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India’s EAM in US: Will Jaishankar Pass Acid Test & Bring Us Help?

Jaishankar must engage liberal political & media opinion in the US — this will be the hallmark of confidence.

Published
Opinion
5 min read
Image of Dr S Jaishankar and India-US flags used for representational purposes.
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In a recent interview, External Affairs Minister (EAM) S Jaishankar revealed that he began dealing with the United States forty years ago. Indeed, in his professional avatar, Jaishankar has had more experience of handling the India-US relationship than any other Indian diplomat.

He served in the Indian Mission in Washington in the 1980s and led the same Mission as India’s ambassador about three decades later. He also helped in the management of India’s ties with the US from Delhi, at junior and middle-levels in the Ministry of External Affairs and as foreign secretary.

A Test Of Jaishankar’s Professional & Political Mettle

Jaishankar would have gone on many official visits to the US during his assignments in Delhi. As EAM too, Jaishankar went there in 2019, once accompanying Prime Minister Narendra Modi, and a few months later for the 2+2 dialogue.

Never though would Jaishankar have travelled to the US in such trying circumstances in India as he will be doing now; he is making a five-day-long official visit beginning on 24 May.

This time, Jaishankar’s professional as well as his relatively recently-minted political mettle would be tested as never before. This, despite his extensive contacts in the US establishment and the positive consolidation of the India-US relationship, a process to which Jaishankar has personally contributed over the past four decades.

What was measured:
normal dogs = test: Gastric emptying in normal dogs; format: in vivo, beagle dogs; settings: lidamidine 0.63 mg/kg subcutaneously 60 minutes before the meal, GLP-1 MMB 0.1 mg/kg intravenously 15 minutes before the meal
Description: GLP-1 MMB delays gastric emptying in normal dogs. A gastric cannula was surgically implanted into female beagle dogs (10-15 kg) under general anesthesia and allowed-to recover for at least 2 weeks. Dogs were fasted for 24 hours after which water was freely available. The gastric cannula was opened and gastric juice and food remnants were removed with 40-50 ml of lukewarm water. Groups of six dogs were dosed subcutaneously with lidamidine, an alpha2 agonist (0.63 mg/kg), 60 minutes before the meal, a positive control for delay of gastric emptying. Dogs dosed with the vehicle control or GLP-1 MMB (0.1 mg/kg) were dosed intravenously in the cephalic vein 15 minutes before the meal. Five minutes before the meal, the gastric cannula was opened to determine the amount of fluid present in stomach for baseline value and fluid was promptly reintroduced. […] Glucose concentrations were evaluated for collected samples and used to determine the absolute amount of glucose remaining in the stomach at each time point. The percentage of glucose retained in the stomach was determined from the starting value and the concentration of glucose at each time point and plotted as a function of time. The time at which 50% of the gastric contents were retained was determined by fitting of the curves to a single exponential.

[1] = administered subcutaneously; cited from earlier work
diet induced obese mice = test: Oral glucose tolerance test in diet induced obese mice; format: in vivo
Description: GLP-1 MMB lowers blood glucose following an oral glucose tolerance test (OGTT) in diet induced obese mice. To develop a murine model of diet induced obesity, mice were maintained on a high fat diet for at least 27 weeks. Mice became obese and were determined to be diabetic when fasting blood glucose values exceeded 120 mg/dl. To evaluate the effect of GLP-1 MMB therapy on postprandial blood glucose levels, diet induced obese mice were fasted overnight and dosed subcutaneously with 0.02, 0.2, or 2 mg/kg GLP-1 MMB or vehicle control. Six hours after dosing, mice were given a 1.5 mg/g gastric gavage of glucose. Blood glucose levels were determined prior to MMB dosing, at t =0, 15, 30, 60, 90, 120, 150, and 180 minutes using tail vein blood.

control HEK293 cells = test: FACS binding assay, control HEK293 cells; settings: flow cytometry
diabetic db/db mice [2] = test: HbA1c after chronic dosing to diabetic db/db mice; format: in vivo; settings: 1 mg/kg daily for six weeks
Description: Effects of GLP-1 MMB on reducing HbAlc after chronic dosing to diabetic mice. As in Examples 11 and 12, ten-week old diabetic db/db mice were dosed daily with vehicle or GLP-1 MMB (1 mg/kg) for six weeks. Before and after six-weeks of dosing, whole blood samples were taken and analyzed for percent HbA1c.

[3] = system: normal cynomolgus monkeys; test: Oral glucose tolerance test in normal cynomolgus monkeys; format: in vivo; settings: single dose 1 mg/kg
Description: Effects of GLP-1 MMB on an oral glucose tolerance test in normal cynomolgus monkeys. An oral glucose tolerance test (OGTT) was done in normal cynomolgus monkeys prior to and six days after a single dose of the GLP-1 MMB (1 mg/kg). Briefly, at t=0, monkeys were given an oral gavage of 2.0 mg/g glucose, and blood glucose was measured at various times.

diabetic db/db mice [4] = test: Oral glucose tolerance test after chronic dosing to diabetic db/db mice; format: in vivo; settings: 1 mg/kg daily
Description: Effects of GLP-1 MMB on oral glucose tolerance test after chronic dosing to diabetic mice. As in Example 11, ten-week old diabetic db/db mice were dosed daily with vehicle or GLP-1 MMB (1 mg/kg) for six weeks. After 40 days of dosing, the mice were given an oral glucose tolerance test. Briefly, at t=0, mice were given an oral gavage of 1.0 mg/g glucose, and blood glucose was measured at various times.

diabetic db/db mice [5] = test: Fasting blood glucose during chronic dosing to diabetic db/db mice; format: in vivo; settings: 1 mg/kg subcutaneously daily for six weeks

Why Jaishankar’s Past US Visits Were Smooth & He Could Afford to Ignore ‘Liberals’

Modi’s 2019 US visit took place when he was fresh from his Lok Sabha electoral triumph. It will be remembered for the ‘Howdy Modi’ Indian community event in Houston, Texas where, in an unprecedented gesture, his ‘friend’, President Donald Trump, had joined him. Jaishankar had received Trump at the venue. Significantly, there was no cloud on the political horizon for Trump then, and the Democrat party was in disarray.

The India-US strategic partnership was also moving ahead strongly. The Trump administration had not shown any interest in taking issue with India on the constitutional changes of 5 August 2019 in Jammu and Kashmir. While the Indian economy was showing signs of substantial strain, the interest of international business in the India growth story remained high.